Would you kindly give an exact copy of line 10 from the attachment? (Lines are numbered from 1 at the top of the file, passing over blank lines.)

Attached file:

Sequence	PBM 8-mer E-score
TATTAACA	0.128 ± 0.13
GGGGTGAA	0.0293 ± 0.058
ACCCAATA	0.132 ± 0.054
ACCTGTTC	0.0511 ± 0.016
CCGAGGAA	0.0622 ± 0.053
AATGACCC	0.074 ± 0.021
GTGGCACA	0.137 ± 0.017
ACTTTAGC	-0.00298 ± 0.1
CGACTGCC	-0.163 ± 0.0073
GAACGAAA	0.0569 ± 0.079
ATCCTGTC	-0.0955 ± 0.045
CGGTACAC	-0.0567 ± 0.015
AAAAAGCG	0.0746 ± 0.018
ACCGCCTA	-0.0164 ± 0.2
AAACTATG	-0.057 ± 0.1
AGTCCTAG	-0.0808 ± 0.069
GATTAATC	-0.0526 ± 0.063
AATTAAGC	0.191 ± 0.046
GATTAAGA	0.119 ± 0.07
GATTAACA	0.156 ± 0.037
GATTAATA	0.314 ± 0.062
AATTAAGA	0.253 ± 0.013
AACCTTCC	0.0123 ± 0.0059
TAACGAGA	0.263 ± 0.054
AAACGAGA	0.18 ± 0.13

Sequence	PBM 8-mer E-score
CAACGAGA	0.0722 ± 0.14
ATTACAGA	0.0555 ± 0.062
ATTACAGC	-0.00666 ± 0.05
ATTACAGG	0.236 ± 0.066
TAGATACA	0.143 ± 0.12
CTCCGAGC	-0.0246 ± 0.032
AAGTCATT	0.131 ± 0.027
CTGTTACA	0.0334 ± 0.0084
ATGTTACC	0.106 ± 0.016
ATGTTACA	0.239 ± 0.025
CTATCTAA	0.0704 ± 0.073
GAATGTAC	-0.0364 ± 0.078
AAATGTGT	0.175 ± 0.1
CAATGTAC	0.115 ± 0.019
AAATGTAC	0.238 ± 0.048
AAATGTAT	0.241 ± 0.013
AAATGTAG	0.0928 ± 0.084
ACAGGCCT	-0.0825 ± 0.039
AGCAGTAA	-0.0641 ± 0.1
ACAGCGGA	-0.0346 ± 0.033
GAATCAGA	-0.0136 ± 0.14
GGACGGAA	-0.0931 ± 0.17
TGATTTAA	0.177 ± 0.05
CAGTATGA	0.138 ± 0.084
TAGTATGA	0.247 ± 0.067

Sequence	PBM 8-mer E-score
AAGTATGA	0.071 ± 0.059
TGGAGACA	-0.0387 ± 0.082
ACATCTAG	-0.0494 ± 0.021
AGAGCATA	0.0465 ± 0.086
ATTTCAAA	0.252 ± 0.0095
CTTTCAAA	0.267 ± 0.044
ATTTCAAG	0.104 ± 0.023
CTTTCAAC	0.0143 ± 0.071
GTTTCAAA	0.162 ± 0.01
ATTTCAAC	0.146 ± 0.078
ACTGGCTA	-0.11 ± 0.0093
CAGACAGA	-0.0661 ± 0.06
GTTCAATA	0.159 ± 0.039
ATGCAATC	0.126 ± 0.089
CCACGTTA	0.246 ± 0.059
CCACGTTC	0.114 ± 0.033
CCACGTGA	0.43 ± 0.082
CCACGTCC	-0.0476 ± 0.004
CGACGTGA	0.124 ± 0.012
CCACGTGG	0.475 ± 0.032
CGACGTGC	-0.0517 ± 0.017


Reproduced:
CGACTGCC	-0.163 ± 0.0073